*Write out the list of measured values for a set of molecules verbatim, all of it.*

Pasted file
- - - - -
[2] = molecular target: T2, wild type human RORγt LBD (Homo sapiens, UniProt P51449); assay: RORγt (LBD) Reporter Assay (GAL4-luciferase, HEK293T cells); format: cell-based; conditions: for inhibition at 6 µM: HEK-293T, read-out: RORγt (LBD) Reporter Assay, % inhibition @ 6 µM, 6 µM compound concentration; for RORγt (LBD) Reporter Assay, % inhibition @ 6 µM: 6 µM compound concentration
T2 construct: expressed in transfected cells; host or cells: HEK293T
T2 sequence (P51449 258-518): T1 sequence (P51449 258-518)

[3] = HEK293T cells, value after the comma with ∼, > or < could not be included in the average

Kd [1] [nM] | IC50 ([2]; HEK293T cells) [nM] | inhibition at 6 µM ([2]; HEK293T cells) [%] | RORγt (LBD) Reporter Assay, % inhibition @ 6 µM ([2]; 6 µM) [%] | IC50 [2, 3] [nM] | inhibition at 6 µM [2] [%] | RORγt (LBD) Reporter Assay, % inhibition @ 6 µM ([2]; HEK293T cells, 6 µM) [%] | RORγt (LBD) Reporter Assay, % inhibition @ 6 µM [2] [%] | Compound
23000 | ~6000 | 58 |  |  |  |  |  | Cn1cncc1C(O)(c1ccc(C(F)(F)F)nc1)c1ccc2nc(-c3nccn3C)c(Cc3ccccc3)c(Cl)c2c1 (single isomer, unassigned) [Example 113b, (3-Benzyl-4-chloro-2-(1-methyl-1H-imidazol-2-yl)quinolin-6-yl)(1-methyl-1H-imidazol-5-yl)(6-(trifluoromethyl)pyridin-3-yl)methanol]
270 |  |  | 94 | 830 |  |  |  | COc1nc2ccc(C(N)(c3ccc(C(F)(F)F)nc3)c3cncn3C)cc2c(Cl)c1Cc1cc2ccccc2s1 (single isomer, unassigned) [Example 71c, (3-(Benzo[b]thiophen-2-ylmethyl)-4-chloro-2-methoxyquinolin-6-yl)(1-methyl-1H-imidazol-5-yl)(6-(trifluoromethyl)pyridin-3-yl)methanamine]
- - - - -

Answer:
[2] = molecular target: T2, wild type human RORγt LBD (Homo sapiens, UniProt P51449); assay: RORγt (LBD) Reporter Assay (GAL4-luciferase, HEK293T cells); format: cell-based; conditions: for inhibition at 6 µM: HEK-293T, read-out: RORγt (LBD) Reporter Assay, % inhibition @ 6 µM, 6 µM compound concentration; for RORγt (LBD) Reporter Assay, % inhibition @ 6 µM: 6 µM compound concentration
T2 construct: expressed in transfected cells; host or cells: HEK293T
T2 sequence (P51449 258-518): T1 sequence (P51449 258-518)

[3] = HEK293T cells, value after the comma with ∼, > or < could not be included in the average

Kd [1] [nM] | IC50 ([2]; HEK293T cells) [nM] | inhibition at 6 µM ([2]; HEK293T cells) [%] | RORγt (LBD) Reporter Assay, % inhibition @ 6 µM ([2]; 6 µM) [%] | IC50 [2, 3] [nM] | inhibition at 6 µM [2] [%] | RORγt (LBD) Reporter Assay, % inhibition @ 6 µM ([2]; HEK293T cells, 6 µM) [%] | RORγt (LBD) Reporter Assay, % inhibition @ 6 µM [2] [%] | Compound
23000 | ~6000 | 58 |  |  |  |  |  | Cn1cncc1C(O)(c1ccc(C(F)(F)F)nc1)c1ccc2nc(-c3nccn3C)c(Cc3ccccc3)c(Cl)c2c1 (single isomer, unassigned) [Example 113b, (3-Benzyl-4-chloro-2-(1-methyl-1H-imidazol-2-yl)quinolin-6-yl)(1-methyl-1H-imidazol-5-yl)(6-(trifluoromethyl)pyridin-3-yl)methanol]
270 |  |  | 94 | 830 |  |  |  | COc1nc2ccc(C(N)(c3ccc(C(F)(F)F)nc3)c3cncn3C)cc2c(Cl)c1Cc1cc2ccccc2s1 (single isomer, unassigned) [Example 71c, (3-(Benzo[b]thiophen-2-ylmethyl)-4-chloro-2-methoxyquinolin-6-yl)(1-methyl-1H-imidazol-5-yl)(6-(trifluoromethyl)pyridin-3-yl)methanamine]